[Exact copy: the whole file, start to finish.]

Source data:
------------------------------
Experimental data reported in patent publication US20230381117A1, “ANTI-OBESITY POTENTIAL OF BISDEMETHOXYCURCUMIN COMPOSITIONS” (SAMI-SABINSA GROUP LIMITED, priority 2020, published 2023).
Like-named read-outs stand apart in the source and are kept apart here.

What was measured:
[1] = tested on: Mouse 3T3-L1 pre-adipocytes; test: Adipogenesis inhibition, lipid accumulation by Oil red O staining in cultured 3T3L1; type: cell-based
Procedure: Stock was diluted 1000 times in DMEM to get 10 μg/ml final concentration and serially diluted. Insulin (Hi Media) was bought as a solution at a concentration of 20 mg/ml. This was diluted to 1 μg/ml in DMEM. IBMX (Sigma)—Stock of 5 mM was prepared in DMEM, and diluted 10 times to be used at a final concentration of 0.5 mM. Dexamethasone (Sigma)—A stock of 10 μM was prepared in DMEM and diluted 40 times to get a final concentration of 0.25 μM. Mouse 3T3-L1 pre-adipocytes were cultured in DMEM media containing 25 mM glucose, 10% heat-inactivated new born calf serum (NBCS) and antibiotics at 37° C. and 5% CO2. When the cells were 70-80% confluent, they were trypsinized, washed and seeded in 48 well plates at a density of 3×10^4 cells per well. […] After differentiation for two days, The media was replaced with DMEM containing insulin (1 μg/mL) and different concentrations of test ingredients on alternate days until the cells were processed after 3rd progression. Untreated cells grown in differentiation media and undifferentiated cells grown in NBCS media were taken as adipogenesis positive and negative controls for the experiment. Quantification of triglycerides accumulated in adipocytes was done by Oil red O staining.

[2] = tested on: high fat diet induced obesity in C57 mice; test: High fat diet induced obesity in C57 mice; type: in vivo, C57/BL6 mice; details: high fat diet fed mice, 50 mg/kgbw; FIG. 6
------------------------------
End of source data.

Experimental data reported in patent publication US20230381117A1, “ANTI-OBESITY POTENTIAL OF BISDEMETHOXYCURCUMIN COMPOSITIONS” (SAMI-SABINSA GROUP LIMITED, priority 2020, published 2023).
Like-named read-outs stand apart in the source and are kept apart here.

What was measured:
[1] = tested on: Mouse 3T3-L1 pre-adipocytes; test: Adipogenesis inhibition, lipid accumulation by Oil red O staining in cultured 3T3L1; type: cell-based
Procedure: Stock was diluted 1000 times in DMEM to get 10 μg/ml final concentration and serially diluted. Insulin (Hi Media) was bought as a solution at a concentration of 20 mg/ml. This was diluted to 1 μg/ml in DMEM. IBMX (Sigma)—Stock of 5 mM was prepared in DMEM, and diluted 10 times to be used at a final concentration of 0.5 mM. Dexamethasone (Sigma)—A stock of 10 μM was prepared in DMEM and diluted 40 times to get a final concentration of 0.25 μM. Mouse 3T3-L1 pre-adipocytes were cultured in DMEM media containing 25 mM glucose, 10% heat-inactivated new born calf serum (NBCS) and antibiotics at 37° C. and 5% CO2. When the cells were 70-80% confluent, they were trypsinized, washed and seeded in 48 well plates at a density of 3×10^4 cells per well. […] After differentiation for two days, The media was replaced with DMEM containing insulin (1 μg/mL) and different concentrations of test ingredients on alternate days until the cells were processed after 3rd progression. Untreated cells grown in differentiation media and undifferentiated cells grown in NBCS media were taken as adipogenesis positive and negative controls for the experiment. Quantification of triglycerides accumulated in adipocytes was done by Oil red O staining.

[2] = tested on: high fat diet induced obesity in C57 mice; test: High fat diet induced obesity in C57 mice; type: in vivo, C57/BL6 mice; details: high fat diet fed mice, 50 mg/kgbw; FIG. 6